Compact discs can easily be converted into Mp3 or similar files and played on any suitable phone, tablet or PC anywhere in the house. To do this you can use Windows Media Player, which is available with all modern versions of the operating system.

DVDs can be converted into MKV, a format widely compatible with modern media players, by using the MakeMKV program. If you find that MKV format isn’t compatible with a device you want to use, you can use the Freemake Video Converter program to change the format.

Some Blu-ray movies can also be converted using MakeMKV, though typically Blu-ray movies feature strong copy protection and it may not be possible (or legal) to digitise them. If you like the idea of digital copies of your Blu-ray discs, many films now come with a free digital copy that you can download, though this is usually subject to copy protection restrictions too.

If you want to digitise your old photographs, then any typical flat-bed scanner will usually do the job. Be careful to wipe any dust from your photographs and the scanner bed before you start. For scanning negatives, you can buy a dedicated negative scanner. If you have a large photo collection, you could even go for the Kodak Picture Saver Scanning System, which can scan up to 85 photos in a minute. At over £1000/$1500 it’s not cheap, but you could always sell it and recoup some of the costs when you have finished digitising your photos.

Please remember to respect copyright law as you digitise your media collections. Your old discs should be stored safely in the attic and effectively become your backup copies. Do not be tempted to sell or give them away. Some discs may have copy protection, in this case you unfortunately cannot digitise them. In some countries the copyright law may prevent you from making copies of your own media for your own personal use, so check local laws if necessary.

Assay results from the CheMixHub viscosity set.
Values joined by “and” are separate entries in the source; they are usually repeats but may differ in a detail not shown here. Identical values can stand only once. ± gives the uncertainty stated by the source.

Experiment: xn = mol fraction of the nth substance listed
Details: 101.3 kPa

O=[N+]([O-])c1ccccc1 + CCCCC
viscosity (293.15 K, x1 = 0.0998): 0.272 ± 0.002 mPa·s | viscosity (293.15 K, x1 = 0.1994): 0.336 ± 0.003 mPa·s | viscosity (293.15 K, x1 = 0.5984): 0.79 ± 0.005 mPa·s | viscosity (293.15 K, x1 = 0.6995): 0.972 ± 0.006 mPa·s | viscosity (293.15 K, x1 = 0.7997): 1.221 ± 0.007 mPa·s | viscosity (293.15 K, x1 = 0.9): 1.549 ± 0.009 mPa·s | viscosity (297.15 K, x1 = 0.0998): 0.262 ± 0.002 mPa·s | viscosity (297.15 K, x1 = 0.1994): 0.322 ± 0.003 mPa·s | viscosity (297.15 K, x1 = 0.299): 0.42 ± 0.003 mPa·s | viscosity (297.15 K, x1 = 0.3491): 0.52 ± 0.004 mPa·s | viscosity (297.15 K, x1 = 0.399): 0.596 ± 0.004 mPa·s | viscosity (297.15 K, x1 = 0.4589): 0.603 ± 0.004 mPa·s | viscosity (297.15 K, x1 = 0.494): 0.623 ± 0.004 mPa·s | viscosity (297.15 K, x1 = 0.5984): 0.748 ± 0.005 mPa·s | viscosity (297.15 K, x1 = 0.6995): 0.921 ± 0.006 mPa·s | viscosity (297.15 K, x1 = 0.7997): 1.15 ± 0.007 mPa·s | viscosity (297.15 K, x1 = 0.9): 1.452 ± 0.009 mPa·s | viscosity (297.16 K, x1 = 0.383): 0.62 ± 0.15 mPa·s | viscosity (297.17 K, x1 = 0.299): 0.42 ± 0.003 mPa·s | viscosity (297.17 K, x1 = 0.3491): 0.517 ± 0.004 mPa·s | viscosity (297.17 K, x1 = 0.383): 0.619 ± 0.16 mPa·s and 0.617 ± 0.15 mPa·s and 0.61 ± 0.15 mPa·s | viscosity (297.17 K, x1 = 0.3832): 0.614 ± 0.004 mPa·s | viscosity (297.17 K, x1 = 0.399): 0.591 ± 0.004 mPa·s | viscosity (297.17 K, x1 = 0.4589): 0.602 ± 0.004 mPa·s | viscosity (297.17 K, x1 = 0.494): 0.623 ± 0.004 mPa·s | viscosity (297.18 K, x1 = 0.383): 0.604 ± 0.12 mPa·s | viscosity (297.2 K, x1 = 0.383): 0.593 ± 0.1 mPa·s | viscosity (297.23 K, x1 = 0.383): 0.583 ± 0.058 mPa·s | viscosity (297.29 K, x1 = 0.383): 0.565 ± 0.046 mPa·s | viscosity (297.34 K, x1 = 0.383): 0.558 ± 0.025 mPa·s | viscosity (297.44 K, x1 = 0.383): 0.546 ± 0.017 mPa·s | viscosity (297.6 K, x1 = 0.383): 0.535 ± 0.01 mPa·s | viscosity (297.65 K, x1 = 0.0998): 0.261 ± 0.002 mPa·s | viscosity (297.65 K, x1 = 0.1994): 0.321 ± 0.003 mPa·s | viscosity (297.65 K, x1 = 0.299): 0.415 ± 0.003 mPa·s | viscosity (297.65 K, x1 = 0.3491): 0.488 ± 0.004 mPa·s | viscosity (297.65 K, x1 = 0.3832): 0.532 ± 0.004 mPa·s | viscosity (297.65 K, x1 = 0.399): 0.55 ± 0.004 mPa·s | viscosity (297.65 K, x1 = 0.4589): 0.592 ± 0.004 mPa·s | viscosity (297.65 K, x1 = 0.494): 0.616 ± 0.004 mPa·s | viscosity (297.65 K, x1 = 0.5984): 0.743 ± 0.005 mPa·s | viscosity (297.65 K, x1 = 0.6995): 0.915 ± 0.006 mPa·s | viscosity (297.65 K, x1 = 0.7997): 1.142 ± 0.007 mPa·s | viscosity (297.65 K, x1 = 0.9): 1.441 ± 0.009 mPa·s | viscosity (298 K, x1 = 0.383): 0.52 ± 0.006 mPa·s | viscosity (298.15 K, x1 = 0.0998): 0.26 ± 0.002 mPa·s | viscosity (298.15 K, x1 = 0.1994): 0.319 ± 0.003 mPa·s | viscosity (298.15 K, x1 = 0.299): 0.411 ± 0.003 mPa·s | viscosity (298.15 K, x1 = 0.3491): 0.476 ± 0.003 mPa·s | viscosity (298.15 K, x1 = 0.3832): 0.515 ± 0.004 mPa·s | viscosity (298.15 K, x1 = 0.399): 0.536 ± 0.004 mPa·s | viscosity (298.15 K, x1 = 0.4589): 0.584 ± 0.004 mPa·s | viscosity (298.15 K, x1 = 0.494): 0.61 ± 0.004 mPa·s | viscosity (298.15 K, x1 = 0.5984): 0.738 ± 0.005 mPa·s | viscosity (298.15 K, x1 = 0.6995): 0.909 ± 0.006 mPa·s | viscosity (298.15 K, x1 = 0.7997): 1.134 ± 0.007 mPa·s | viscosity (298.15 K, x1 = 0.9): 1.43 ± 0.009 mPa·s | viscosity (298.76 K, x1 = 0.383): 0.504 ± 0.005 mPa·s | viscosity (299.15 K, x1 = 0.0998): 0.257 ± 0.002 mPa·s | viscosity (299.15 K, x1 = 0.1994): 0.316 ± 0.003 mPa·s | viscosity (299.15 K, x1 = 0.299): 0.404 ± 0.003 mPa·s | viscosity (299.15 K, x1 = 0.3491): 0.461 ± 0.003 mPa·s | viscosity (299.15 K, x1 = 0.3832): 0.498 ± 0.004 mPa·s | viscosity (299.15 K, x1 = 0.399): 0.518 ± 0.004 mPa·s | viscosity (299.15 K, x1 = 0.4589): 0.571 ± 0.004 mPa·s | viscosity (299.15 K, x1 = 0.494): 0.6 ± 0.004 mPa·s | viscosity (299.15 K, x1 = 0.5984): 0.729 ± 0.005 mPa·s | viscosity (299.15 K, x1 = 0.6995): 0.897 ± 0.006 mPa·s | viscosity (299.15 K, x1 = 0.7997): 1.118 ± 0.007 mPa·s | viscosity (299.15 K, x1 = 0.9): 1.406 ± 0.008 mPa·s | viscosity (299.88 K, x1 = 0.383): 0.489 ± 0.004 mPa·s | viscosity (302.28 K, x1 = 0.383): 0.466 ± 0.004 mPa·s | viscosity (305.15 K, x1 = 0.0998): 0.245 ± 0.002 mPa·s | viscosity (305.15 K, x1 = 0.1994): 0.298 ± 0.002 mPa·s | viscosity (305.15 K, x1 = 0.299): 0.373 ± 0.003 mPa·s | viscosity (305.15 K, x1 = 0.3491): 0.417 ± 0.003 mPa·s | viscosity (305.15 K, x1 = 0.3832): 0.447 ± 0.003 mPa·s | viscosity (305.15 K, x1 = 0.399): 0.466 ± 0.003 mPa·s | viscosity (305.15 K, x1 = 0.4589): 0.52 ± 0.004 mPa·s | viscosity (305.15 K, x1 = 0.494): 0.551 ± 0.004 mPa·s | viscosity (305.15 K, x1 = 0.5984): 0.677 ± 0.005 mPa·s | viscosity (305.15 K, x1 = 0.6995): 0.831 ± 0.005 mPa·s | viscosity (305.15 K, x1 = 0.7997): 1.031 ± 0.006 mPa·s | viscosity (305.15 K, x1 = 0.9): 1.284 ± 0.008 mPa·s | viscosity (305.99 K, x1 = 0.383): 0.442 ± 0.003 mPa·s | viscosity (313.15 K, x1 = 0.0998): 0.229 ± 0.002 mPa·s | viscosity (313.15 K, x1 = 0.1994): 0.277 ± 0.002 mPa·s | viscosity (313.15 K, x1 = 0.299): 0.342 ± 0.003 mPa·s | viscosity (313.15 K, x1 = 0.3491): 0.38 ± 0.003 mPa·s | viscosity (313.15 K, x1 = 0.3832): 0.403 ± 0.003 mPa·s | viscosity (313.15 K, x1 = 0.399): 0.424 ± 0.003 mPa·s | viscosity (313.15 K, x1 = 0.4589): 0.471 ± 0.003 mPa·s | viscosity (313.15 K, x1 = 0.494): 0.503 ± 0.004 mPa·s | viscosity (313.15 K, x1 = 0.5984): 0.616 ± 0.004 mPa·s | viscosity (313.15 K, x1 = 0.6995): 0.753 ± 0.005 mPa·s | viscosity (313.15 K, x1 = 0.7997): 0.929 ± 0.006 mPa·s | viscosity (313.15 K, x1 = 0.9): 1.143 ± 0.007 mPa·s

Re-use an old PC – Okay so perhaps we’re adding to the clutter here, but before you throw out your old computers, consider putting them to another use. IT waste can be quite bad for the environment and an old PC has more uses than people realise.

File server – We all forget to back up on a regular basis, so why not devote one PC just to this particular duty? Add a couple of large hard drives to your old PC and configure software such as Genie Timeline to automatically back up across your wireless network. Or, use the same PC to share media to all your families devices using Homegroups.

Media server – Since you converted your old media to digital format, why not use an old PC to help share it around the home? The Plex software package works with dozens of devices, from games consoles to the Kindle Fire stick. Simply put all your media on your designated server PC and then install Plex. Users around the home can then access music and video on any compatible device.

Homework/child friendly PC – Sometimes its just a good idea to have an offline, distraction free PC that can be used for homework or for younger children to use without worry. Of course, the internet is a super useful reference for children of all ages, but it can also be a tremendous distraction and unsupervised use, particularly by young children, is not generally advisable. By keeping an old PC off-line you can negate these dangers. You could install some simple games for younger players or keep the machine as a stand-alone word processor. Nobody will fight for a turn and it’s always there for report writing and other tasks. If anything goes wrong, simply wipe the PC and start again. Files can be saved onto USB devices for backup and transferred to other, more capable machines when necessary.